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Are the people who work in your franchise outlet familiar with the franchise’s brand promise? As a franchisee, you’re required to deliver a uniform experience, so any customer who walks through your door feels like they’re at the same store the franchisor has across multiple locations. If your employees aren’t able to embody the franchise’s brand promise at every interaction, you have a challenge on hand.

“If your company’s brand promise is a warm and friendly atmosphere, you can’t deliver that if your employees aren’t warm and friendly,” says Robin William, Senior Practice Consultant at Gallup.

“Selecting the right employees is essential to providing the right brand service. Hiring people who can’t behave the way the brand wants them to will doom a service initiative.”

Related: How To Write An Operations Manual For Your Franchise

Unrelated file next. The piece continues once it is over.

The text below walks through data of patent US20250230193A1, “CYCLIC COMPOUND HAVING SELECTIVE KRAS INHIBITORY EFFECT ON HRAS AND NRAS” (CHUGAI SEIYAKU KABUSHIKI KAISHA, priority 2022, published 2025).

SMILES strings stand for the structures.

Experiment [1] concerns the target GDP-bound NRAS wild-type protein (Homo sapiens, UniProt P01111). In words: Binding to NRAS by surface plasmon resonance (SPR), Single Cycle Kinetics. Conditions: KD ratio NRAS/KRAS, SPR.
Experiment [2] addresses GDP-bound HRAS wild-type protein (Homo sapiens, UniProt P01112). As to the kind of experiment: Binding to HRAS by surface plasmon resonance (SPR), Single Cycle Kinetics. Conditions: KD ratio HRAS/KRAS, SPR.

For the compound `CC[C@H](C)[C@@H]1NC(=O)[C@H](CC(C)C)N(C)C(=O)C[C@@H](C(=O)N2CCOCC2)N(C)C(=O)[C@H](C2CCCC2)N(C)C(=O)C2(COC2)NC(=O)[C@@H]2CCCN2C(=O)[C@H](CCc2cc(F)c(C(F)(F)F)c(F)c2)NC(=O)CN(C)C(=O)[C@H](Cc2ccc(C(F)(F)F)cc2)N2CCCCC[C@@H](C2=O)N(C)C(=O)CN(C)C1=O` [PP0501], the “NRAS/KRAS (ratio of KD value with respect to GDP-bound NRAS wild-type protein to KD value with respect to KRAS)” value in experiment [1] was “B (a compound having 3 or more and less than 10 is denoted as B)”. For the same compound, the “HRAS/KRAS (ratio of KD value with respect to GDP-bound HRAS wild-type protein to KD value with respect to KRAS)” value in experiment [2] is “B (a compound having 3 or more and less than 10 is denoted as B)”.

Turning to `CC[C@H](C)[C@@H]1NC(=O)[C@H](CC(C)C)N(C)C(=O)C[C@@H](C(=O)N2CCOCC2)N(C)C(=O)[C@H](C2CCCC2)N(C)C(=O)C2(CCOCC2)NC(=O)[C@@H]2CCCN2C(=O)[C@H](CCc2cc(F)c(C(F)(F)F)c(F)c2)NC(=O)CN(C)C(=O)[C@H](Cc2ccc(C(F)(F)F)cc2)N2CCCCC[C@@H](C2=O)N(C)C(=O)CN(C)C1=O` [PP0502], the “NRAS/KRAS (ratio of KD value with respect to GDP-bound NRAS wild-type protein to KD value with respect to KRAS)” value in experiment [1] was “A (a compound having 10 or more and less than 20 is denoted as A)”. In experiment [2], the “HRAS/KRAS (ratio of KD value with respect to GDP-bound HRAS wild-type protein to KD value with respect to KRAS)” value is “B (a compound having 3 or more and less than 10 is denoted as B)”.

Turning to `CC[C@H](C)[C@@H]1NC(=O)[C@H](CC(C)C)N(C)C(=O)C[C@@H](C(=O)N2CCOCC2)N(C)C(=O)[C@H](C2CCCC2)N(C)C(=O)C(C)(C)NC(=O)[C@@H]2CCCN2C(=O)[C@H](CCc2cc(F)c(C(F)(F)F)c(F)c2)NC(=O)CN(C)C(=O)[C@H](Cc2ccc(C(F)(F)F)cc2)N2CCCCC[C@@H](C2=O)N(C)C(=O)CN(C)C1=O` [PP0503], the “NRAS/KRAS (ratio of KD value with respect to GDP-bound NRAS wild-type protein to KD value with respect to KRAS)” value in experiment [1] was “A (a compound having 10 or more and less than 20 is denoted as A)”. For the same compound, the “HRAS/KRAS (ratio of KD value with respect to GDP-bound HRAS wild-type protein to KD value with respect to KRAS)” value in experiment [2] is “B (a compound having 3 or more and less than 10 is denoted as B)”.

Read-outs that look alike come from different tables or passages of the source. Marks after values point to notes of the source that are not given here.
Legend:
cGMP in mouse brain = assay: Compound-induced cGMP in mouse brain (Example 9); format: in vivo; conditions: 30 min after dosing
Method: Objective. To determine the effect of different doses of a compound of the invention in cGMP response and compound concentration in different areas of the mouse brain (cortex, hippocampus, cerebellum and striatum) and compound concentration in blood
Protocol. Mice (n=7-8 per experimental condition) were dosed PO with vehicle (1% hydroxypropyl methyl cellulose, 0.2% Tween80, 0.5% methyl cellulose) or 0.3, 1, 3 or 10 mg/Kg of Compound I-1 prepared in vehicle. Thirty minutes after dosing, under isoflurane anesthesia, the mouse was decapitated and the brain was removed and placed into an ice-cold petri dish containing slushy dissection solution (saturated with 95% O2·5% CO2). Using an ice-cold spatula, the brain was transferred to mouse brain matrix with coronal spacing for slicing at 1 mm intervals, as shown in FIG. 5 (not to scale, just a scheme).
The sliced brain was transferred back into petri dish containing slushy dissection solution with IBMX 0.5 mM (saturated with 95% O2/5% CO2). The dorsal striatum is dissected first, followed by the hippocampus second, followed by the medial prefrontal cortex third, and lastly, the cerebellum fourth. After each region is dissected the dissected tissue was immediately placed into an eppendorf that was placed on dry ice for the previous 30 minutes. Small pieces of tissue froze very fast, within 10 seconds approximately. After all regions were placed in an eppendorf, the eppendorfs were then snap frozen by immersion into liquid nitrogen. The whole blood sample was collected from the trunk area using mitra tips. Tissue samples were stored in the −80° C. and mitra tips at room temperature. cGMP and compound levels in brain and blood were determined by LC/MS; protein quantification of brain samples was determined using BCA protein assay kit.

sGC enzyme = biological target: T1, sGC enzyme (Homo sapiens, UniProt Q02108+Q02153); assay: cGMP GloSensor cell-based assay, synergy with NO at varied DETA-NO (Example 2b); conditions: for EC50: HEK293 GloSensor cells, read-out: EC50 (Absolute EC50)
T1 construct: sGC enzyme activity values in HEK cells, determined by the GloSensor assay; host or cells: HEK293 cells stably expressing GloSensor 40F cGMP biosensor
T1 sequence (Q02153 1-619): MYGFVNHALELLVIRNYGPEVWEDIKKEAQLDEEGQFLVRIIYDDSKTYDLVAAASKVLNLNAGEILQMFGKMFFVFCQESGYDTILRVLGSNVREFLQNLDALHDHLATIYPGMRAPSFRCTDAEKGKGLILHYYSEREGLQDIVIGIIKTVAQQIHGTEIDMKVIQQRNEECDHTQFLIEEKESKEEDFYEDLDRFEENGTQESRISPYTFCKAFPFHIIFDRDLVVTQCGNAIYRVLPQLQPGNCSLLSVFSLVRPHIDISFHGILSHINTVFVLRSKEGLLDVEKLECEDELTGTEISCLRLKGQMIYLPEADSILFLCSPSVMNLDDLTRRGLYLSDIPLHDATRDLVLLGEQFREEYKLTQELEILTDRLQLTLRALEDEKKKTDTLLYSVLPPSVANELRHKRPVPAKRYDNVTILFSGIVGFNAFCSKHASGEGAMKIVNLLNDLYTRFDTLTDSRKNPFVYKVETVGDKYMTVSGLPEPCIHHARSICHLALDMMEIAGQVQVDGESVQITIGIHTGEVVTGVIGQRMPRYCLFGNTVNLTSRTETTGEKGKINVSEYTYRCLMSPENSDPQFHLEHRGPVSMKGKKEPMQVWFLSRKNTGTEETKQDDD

When employees know what’s expected of them, they’re able to keep the promise the franchise makes to customers – leading to higher customer and employee engagement, trust, and revenue.

More than a mission statement

Even if you’ve ensured every one of your staff members know the brand’s mission statement, how can you be sure they’re able to exemplify it in their behaviour every day? William suggests that you do the following:

  • Create structures and mechanisms to consistently instil brand values in the franchise’s culture.
  • Discuss brand behaviours daily.
  • Demonstrate brand behaviours yourself every day.
  • Praise the efforts of individuals who demonstrate brand behaviours.
  • Hold employees accountable for not exhibiting brand behaviours.

Once you’ve clearly defined the right brand behaviours, it’ll be easier to have staff on board who deliver your franchisor’s brand promise.

Internalise the culture

Here’s a conundrum. Do your staff know what to do in a situation where a customer’s request might not be aligned with the brand promise, but the brand promise is always to deliver on customers’ requests? It’s a tricky situation, but if you’ve clearly articulated the promise, your staff will know how to “Behave the brand”, says William.